click to see the culprit! We hate Copperplate. To us, two humble Graphic Designers in the heart of Texas, it's become one of the most overused and incorrectly used fonts in America. Don't believe us? We're willing to bet that there are at least two items in your house at this very moment that use Copperplate. They are likely food items.

Our mission is to document Copperplate's virus-like domination of the typography world. The photos here include true Copperplate examples, as well as mutant offshoots that are the result of mentally ill desktop publishers.

Most of the posts here are captured in the moment on our mobile phones, hence the "iffy" quality of some pictures. Photo dumps usually occur when we've been using a real camera, so we have to post later; all the photos will then get dumped into one m-m-m-mega post.

Copperplate is EVERYWHERE. See for yourself!

Thursday, February 22, 2007

To clear up some confusion!

The name "Copperplate" generally gives the impression that it was once used in engraving copper. It's a logical concept that is nonetheless completely wrong.

First of all, let's go over some basic typography terms for those of you who wonder "what the hell, it's just a font, get over it."

Typography is the art -- yes, ART -- of making letters, fonts, typefaces, glyphs, etc., look freaking awesome, and no that does not include Photoshop's drop shadow or lens flare.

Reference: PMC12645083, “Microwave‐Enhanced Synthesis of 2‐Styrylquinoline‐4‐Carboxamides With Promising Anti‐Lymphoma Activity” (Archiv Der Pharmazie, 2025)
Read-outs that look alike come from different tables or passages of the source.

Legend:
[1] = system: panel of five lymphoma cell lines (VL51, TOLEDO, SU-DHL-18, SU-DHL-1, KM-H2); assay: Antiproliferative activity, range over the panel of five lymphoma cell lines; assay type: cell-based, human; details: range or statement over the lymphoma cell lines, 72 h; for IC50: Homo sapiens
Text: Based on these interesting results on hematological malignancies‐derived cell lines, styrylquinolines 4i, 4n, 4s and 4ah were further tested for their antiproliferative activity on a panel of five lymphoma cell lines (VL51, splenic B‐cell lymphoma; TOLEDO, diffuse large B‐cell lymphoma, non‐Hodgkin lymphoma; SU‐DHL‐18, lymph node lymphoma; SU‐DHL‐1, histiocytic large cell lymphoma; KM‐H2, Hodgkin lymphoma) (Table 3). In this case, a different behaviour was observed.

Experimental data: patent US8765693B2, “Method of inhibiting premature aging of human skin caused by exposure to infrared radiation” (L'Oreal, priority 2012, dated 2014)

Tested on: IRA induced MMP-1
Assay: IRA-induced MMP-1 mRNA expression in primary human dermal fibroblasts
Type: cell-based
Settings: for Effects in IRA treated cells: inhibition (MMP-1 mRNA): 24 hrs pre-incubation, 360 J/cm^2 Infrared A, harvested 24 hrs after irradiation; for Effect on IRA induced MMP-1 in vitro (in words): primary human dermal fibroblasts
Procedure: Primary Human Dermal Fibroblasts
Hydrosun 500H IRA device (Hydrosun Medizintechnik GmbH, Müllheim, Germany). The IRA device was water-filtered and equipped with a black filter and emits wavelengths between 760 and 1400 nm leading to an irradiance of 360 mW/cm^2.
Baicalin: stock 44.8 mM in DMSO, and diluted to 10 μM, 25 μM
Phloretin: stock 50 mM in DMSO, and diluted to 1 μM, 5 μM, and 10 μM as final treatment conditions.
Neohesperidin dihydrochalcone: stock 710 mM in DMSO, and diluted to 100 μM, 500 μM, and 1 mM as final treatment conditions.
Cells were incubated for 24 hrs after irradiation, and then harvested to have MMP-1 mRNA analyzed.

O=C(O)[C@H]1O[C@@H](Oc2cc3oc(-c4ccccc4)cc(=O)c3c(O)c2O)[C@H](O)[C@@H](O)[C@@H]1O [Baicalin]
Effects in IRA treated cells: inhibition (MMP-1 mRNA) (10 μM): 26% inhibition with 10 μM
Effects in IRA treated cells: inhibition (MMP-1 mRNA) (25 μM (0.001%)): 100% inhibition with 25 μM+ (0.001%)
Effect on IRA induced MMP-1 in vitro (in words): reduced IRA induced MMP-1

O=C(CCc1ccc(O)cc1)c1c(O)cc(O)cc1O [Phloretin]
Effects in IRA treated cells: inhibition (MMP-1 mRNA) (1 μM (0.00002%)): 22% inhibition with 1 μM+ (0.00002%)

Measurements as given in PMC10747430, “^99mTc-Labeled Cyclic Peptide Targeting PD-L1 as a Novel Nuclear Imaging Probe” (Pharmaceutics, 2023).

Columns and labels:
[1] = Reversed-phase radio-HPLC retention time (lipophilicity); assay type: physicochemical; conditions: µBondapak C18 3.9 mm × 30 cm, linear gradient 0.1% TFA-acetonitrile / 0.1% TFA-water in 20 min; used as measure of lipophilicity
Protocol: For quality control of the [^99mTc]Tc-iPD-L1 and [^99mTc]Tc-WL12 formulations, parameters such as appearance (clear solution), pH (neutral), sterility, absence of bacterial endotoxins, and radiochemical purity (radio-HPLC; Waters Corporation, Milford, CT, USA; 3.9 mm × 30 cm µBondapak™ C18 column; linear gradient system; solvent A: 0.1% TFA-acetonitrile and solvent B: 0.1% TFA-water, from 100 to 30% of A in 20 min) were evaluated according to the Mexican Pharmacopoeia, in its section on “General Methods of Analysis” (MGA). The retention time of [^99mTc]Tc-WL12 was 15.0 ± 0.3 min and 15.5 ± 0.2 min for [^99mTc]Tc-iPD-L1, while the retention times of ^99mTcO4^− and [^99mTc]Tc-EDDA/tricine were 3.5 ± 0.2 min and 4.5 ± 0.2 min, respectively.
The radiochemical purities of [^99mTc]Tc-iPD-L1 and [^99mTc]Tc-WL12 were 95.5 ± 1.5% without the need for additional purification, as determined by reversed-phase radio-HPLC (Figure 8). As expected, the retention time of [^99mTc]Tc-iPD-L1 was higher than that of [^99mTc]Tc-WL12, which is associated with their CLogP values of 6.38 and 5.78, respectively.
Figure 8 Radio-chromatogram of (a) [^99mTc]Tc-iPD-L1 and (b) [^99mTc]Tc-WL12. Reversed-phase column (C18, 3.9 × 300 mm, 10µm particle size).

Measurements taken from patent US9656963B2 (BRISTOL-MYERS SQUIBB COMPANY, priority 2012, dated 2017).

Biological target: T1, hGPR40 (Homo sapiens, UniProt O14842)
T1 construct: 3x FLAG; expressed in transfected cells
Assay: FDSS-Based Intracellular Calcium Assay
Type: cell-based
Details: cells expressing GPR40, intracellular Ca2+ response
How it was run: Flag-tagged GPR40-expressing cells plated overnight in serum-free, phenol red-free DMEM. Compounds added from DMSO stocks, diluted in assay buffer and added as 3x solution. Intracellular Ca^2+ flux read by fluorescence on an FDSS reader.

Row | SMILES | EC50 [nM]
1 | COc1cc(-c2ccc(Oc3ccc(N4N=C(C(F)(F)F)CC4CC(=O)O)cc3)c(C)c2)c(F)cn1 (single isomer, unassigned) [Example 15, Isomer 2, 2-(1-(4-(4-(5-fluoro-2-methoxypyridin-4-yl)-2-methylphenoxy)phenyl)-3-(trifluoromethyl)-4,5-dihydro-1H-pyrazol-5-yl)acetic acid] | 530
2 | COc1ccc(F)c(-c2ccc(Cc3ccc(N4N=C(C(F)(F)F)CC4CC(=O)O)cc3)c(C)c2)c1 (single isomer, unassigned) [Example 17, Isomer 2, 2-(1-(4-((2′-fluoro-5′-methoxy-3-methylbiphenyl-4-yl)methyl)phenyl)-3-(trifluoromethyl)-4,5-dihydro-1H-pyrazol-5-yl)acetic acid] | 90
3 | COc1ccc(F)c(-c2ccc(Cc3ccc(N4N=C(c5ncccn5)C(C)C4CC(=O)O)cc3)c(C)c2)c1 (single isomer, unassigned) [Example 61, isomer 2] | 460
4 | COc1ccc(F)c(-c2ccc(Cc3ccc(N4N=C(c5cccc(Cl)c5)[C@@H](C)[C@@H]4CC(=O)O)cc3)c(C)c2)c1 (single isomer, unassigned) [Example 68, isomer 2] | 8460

A serif font is one that has little liney things (they're actually called "serifs") decorating the character strokes, like Times New Roman.
A sans-serif font obviously is sans those, such as Arial.

Copperplate GOTHIC, the quasi-serif font we speak of daily, was never used in the traditional use of copperplating (which was of course an early way of printmaking.) Instead, we can assume it was named thusly due to the tiny serifs, and their resemblance to the fine lines capable in copperplating. The emphasis there is that "gothic" is basically another word for "sans-serif," and while Copperplate Gothic may look like one at first glance, it is in fact a serif.

(Allow me to explain now why Copperplate Gothic should not be used as it normally is in this blog: If a font calls itself gothic, or sans-serif, but is actually a serif, would you not think that perhaps it should not be used at sizes that make the serifs highly visible? Clearly it has a complex about it so let's not plaster it at 200pt, or even 50pt, or really even 25pt. The best use of Copperplate Gothic, in my opinion, is when you have to squint to see the serifs at all.)

Moving right along: Copperplate SCRIPT, on the other hand, IS named because of its use in copper engraving. It's a painstakingly flourishy (is that a word?) type of calligraphy that was actually etched backwards on the copper, with the aid of a mirror. The nature of copper etching is such that the pretty, thin lines of swoopiness will ALWAYS be cleaner and much more perfect than their hand-written counterparts. It should be noted that the font was created as a sort of handwriting firstly, and then used for engraving, rather than having been formed for the sole purpose of copper etching. (Please correct me if any of my Copperplate Script information is misinformed!)

Thusly we really can assume that the tiny hairline serifs on Copperplate Gothic probably were the inspiration for this font's name, and the addition of "Gothic" helped to differentiate from its calligraphic second-cousin of Copperplate Script.

1 comment:

Anonymous said...

Copperplate isn't so bad! It's great!

Thanks for the great site on the history of the font, but instead of hate, it should be love!